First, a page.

The Burkina Faso-born architect is the 17th architect to take on the task of designing a temporary structure on the grounds of the Serpentine Galleries. His pavilion is inspired by a tree that serves as a central meeting point in his hometown of Gando and aims to connect visitors to nature.
The design is marked by an expansive roof that mimics a tree canopy and is supported by a central steel framework. The roof, while providing shelter from rain and heat, allows airs to circulate freely.
Kéré makes the British climate a central element of his design, with a structure that engages with London's ever-changing weather. An open air courtyard in the center invites visitors to sit on sunny days; when rain strikes, an oculus funnels water that collects on the roof to create a waterfall effects.
The roof and the wall system are made from wood and create dappled shadows by day, while by night the structure is illuminated as small perforations light up with the activity inside the pavilion..
"In Burkina Faso, I am accustomed to being confronted with climate and natural landscape as a harsh reality. For this reason, I was interested in how my contribution to this Royal Park could not only enhance the visitor's experience of nature, but also provoke a new way for people to connect with each other," said Kéré.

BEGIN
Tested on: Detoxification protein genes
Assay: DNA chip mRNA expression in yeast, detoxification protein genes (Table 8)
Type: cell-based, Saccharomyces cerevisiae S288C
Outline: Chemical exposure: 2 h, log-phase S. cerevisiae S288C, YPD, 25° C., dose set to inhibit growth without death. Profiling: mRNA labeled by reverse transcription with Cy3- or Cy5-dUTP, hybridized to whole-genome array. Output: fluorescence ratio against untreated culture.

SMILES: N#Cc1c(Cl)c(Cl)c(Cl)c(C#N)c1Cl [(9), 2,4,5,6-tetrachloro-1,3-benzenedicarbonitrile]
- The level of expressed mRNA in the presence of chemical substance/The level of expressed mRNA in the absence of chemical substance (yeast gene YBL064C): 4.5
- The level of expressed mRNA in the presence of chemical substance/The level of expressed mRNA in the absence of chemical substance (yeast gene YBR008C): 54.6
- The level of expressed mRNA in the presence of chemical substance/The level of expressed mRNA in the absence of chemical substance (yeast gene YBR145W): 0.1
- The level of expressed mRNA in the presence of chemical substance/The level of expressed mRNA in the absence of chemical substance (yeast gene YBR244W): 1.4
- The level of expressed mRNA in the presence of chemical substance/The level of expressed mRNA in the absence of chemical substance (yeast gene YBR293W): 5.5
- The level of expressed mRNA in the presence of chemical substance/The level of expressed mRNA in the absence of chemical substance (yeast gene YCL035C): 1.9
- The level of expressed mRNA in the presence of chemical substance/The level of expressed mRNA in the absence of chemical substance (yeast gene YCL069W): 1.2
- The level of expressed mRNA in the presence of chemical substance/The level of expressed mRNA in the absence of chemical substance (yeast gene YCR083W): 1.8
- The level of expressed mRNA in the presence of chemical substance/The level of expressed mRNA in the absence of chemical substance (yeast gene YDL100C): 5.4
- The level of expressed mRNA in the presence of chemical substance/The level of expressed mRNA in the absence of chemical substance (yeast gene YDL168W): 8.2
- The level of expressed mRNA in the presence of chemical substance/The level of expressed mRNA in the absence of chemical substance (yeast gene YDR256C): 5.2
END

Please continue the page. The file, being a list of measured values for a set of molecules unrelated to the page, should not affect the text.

Kéré follows on from Bjarke Ingels Group (BIG) in designing the pavilion. BIG's "unzipped wall" structure was visited by more than 250,000 people last year.
In the new pavilion, the Serpentine will continue its public performance series, Park Nights, as well as hosting a program of events focusing on questions of community and rights to the city, inspired by Kéré's commitment to socially engaged and ecological design.
Kéré's Serpentine Pavilion will be open June 23 to October 8.
Photo © Kéré Architecture